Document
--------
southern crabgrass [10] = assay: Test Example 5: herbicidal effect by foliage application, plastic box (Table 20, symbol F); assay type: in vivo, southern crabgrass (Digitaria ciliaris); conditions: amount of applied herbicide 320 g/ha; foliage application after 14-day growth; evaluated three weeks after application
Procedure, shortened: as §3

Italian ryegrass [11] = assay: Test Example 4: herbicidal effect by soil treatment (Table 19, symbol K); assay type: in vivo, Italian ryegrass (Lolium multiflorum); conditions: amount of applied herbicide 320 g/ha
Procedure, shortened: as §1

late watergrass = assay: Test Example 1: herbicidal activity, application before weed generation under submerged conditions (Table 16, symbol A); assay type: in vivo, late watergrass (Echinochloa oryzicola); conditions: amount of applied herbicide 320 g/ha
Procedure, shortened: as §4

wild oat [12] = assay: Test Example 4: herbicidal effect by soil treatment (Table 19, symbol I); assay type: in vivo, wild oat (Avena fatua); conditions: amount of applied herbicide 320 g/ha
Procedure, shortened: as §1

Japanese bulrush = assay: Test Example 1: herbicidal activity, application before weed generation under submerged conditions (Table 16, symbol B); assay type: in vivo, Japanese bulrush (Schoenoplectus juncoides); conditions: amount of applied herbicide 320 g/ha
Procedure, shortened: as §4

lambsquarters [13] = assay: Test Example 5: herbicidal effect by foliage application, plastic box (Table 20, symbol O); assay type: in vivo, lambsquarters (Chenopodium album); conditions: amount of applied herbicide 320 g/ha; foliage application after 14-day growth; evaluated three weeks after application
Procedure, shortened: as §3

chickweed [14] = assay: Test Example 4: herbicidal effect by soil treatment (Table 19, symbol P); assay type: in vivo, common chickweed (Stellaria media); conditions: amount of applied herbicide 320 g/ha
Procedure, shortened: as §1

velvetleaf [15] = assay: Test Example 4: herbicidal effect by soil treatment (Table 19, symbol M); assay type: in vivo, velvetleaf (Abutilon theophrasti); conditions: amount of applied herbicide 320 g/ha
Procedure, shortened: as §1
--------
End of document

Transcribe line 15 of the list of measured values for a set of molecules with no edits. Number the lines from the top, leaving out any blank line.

velvetleaf [15] = assay: Test Example 4: herbicidal effect by soil treatment (Table 19, symbol M); assay type: in vivo, velvetleaf (Abutilon theophrasti); conditions: amount of applied herbicide 320 g/ha